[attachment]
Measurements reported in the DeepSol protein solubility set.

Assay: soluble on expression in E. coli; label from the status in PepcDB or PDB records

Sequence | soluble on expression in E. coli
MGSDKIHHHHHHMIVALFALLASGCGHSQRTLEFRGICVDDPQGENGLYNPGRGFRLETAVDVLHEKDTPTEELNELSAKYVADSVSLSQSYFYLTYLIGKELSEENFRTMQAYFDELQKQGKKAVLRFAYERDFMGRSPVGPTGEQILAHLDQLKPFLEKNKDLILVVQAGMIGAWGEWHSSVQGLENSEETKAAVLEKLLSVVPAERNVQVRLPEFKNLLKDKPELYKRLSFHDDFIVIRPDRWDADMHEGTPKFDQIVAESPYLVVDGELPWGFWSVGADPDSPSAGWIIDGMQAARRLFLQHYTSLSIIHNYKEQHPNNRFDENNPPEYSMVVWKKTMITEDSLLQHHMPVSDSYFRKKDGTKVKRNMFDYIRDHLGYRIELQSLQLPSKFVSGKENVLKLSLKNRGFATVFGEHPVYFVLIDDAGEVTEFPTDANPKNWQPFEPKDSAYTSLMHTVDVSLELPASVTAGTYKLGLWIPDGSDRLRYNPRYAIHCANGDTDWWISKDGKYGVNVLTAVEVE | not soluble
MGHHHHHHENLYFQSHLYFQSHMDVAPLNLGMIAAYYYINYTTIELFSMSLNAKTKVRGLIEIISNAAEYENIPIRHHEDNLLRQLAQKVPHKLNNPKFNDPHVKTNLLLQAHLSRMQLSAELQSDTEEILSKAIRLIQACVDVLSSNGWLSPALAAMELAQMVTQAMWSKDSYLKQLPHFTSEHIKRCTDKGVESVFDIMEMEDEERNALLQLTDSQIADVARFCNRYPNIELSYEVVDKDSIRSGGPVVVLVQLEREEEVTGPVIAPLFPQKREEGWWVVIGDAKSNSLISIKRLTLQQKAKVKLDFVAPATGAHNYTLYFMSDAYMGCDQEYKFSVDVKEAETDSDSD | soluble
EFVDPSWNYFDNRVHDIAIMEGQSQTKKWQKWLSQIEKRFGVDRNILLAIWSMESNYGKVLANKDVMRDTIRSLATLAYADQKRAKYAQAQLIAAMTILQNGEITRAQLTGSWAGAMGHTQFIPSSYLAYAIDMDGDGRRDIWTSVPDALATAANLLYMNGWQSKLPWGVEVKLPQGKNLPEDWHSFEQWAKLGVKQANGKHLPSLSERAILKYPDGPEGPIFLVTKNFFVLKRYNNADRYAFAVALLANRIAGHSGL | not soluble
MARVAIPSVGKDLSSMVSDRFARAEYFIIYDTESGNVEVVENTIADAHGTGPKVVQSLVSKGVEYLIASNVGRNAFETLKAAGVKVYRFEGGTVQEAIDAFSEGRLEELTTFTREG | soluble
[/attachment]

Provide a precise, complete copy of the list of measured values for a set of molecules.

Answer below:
Measurements reported in the DeepSol protein solubility set.

Assay: soluble on expression in E. coli; label from the status in PepcDB or PDB records

Sequence | soluble on expression in E. coli
MGSDKIHHHHHHMIVALFALLASGCGHSQRTLEFRGICVDDPQGENGLYNPGRGFRLETAVDVLHEKDTPTEELNELSAKYVADSVSLSQSYFYLTYLIGKELSEENFRTMQAYFDELQKQGKKAVLRFAYERDFMGRSPVGPTGEQILAHLDQLKPFLEKNKDLILVVQAGMIGAWGEWHSSVQGLENSEETKAAVLEKLLSVVPAERNVQVRLPEFKNLLKDKPELYKRLSFHDDFIVIRPDRWDADMHEGTPKFDQIVAESPYLVVDGELPWGFWSVGADPDSPSAGWIIDGMQAARRLFLQHYTSLSIIHNYKEQHPNNRFDENNPPEYSMVVWKKTMITEDSLLQHHMPVSDSYFRKKDGTKVKRNMFDYIRDHLGYRIELQSLQLPSKFVSGKENVLKLSLKNRGFATVFGEHPVYFVLIDDAGEVTEFPTDANPKNWQPFEPKDSAYTSLMHTVDVSLELPASVTAGTYKLGLWIPDGSDRLRYNPRYAIHCANGDTDWWISKDGKYGVNVLTAVEVE | not soluble
MGHHHHHHENLYFQSHLYFQSHMDVAPLNLGMIAAYYYINYTTIELFSMSLNAKTKVRGLIEIISNAAEYENIPIRHHEDNLLRQLAQKVPHKLNNPKFNDPHVKTNLLLQAHLSRMQLSAELQSDTEEILSKAIRLIQACVDVLSSNGWLSPALAAMELAQMVTQAMWSKDSYLKQLPHFTSEHIKRCTDKGVESVFDIMEMEDEERNALLQLTDSQIADVARFCNRYPNIELSYEVVDKDSIRSGGPVVVLVQLEREEEVTGPVIAPLFPQKREEGWWVVIGDAKSNSLISIKRLTLQQKAKVKLDFVAPATGAHNYTLYFMSDAYMGCDQEYKFSVDVKEAETDSDSD | soluble
EFVDPSWNYFDNRVHDIAIMEGQSQTKKWQKWLSQIEKRFGVDRNILLAIWSMESNYGKVLANKDVMRDTIRSLATLAYADQKRAKYAQAQLIAAMTILQNGEITRAQLTGSWAGAMGHTQFIPSSYLAYAIDMDGDGRRDIWTSVPDALATAANLLYMNGWQSKLPWGVEVKLPQGKNLPEDWHSFEQWAKLGVKQANGKHLPSLSERAILKYPDGPEGPIFLVTKNFFVLKRYNNADRYAFAVALLANRIAGHSGL | not soluble
MARVAIPSVGKDLSSMVSDRFARAEYFIIYDTESGNVEVVENTIADAHGTGPKVVQSLVSKGVEYLIASNVGRNAFETLKAAGVKVYRFEGGTVQEAIDAFSEGRLEELTTFTREG | soluble